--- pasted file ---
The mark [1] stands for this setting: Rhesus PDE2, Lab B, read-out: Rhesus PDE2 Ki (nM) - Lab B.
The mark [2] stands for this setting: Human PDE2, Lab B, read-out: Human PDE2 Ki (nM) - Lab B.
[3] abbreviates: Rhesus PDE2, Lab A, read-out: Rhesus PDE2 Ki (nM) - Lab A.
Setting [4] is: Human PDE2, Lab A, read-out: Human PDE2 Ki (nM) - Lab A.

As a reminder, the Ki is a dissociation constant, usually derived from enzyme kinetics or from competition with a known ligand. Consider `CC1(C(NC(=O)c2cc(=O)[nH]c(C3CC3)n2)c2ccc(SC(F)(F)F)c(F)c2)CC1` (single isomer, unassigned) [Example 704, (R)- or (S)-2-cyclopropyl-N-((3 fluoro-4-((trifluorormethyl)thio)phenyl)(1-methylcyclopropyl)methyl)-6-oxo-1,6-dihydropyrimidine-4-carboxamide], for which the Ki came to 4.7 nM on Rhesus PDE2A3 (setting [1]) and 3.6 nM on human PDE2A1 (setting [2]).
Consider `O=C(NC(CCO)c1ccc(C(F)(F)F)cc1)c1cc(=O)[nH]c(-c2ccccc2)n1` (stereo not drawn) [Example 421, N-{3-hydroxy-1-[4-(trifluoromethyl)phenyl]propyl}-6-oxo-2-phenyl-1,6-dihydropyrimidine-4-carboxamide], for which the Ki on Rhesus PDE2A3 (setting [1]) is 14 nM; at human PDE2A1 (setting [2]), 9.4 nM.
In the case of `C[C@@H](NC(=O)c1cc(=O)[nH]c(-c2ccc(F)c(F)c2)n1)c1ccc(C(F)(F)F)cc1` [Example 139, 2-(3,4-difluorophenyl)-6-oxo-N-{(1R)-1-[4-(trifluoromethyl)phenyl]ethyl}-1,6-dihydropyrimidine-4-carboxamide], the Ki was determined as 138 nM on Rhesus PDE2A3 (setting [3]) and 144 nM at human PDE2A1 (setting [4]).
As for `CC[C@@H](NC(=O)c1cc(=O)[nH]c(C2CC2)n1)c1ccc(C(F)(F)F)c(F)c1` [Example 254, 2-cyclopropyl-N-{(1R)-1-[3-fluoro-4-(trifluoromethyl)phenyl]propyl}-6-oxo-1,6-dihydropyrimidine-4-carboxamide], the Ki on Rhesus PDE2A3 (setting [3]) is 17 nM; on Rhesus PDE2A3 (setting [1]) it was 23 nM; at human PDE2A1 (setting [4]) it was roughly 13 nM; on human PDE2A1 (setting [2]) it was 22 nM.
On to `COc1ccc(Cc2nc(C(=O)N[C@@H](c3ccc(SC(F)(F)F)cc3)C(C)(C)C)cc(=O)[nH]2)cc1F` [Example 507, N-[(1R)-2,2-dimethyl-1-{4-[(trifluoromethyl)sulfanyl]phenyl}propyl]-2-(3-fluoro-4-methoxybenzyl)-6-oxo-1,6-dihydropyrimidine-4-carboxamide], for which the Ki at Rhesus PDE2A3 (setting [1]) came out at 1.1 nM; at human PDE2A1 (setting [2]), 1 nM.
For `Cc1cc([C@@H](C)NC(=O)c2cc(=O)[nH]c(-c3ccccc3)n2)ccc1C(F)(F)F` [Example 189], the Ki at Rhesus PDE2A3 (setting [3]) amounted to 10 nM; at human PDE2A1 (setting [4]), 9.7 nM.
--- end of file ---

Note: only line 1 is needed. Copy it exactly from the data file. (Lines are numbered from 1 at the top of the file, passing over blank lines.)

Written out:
The mark [1] stands for this setting: Rhesus PDE2, Lab B, read-out: Rhesus PDE2 Ki (nM) - Lab B.